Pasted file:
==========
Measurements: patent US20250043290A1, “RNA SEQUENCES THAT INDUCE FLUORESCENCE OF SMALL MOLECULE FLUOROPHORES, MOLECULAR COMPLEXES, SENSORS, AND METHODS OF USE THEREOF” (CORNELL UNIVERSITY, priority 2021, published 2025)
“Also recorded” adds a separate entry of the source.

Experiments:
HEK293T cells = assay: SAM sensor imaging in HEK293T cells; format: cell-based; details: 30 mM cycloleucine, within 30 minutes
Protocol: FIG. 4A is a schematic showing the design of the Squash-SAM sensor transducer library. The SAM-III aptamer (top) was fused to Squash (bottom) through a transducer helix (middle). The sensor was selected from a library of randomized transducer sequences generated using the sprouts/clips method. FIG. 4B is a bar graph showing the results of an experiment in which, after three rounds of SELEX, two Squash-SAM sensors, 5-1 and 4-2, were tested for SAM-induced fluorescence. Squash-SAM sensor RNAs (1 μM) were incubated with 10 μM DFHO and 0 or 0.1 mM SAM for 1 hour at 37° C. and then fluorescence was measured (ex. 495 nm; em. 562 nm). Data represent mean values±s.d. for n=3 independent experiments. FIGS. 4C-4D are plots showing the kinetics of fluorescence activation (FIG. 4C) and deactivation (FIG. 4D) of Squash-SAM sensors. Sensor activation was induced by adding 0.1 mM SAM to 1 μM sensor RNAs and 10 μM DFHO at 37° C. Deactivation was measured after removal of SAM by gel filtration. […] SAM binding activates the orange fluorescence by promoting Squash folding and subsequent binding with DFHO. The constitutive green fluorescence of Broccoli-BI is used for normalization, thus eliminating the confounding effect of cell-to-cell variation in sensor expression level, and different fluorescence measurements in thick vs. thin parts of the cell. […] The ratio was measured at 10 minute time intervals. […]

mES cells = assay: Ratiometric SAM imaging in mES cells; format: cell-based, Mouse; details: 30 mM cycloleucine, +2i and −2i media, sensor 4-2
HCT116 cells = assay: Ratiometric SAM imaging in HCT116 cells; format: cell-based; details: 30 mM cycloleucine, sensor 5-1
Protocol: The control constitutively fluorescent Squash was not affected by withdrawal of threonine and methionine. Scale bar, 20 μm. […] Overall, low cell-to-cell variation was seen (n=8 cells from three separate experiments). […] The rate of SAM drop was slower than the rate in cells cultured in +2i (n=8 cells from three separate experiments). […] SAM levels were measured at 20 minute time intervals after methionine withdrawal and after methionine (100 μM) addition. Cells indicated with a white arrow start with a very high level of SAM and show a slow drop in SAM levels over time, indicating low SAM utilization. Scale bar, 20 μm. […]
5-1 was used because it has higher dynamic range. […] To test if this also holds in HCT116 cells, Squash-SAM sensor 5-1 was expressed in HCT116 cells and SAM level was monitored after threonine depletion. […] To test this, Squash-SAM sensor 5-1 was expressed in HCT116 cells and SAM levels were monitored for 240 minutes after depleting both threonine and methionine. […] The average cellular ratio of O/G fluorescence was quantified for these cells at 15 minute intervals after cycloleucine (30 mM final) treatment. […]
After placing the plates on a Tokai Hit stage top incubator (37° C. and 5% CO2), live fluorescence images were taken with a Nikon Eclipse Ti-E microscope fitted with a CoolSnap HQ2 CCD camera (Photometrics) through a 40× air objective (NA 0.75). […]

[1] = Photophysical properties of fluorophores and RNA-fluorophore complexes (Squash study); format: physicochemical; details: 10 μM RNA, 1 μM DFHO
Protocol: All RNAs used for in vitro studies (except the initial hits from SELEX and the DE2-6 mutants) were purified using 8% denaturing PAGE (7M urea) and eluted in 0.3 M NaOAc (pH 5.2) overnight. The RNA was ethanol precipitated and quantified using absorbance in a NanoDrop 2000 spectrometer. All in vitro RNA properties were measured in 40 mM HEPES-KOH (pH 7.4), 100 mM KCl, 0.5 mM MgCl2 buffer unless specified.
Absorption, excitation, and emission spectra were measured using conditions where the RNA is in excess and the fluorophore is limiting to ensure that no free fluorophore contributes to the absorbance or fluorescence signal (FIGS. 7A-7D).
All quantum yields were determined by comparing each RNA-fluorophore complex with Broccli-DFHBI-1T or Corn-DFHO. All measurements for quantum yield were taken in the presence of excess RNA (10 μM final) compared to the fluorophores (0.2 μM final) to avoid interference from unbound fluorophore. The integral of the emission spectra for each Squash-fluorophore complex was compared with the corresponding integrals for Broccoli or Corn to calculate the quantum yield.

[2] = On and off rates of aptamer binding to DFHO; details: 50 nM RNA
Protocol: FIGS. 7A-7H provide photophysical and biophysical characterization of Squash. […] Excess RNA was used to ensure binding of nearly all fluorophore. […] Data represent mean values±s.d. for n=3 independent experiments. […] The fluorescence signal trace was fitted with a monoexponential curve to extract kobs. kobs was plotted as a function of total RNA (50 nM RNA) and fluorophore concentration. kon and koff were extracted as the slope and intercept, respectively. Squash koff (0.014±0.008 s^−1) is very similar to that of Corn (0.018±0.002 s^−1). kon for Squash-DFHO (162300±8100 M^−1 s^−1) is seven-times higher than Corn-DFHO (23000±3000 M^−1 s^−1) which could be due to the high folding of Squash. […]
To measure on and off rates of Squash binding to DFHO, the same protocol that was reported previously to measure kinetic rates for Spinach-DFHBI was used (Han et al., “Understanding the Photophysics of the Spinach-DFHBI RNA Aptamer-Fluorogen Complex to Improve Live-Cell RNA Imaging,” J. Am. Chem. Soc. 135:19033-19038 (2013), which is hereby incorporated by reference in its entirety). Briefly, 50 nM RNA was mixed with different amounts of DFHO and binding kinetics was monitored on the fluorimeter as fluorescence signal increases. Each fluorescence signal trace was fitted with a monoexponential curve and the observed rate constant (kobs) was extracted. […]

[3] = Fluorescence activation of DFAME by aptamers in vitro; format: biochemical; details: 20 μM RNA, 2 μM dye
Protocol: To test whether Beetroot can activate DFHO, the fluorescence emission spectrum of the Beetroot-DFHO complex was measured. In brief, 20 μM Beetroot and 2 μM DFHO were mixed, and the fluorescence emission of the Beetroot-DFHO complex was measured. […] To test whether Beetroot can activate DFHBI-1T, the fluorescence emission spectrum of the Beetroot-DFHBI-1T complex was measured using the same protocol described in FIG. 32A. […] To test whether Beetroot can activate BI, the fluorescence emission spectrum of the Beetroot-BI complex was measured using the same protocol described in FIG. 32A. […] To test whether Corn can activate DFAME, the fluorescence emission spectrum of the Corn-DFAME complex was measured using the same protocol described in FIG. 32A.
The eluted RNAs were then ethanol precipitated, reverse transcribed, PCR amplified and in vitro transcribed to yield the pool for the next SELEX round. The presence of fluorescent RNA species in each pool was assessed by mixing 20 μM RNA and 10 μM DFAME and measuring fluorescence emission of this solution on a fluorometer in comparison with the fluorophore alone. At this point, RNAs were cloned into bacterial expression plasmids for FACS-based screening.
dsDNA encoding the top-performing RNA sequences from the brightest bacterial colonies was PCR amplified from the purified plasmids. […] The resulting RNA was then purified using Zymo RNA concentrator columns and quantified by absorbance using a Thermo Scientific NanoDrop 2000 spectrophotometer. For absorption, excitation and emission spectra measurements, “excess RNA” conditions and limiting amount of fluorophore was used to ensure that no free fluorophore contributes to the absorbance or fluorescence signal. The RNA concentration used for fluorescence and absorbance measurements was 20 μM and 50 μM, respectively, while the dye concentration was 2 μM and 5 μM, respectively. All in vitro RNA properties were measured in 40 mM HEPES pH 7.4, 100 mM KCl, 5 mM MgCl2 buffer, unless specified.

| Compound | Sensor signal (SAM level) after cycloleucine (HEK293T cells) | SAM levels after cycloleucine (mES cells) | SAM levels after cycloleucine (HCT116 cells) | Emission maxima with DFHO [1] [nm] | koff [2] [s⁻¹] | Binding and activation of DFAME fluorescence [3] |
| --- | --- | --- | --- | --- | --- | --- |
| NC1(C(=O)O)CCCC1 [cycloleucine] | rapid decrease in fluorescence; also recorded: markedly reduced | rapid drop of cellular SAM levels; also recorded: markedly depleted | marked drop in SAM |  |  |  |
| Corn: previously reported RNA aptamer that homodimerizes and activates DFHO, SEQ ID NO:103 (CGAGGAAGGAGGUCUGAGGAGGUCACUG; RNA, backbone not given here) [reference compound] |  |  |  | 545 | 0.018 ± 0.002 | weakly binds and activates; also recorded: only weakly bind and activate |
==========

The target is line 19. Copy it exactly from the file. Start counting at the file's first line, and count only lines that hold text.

Protocol: To test whether Beetroot can activate DFHO, the fluorescence emission spectrum of the Beetroot-DFHO complex was measured. In brief, 20 μM Beetroot and 2 μM DFHO were mixed, and the fluorescence emission of the Beetroot-DFHO complex was measured. […] To test whether Beetroot can activate DFHBI-1T, the fluorescence emission spectrum of the Beetroot-DFHBI-1T complex was measured using the same protocol described in FIG. 32A. […] To test whether Beetroot can activate BI, the fluorescence emission spectrum of the Beetroot-BI complex was measured using the same protocol described in FIG. 32A. […] To test whether Corn can activate DFAME, the fluorescence emission spectrum of the Corn-DFAME complex was measured using the same protocol described in FIG. 32A.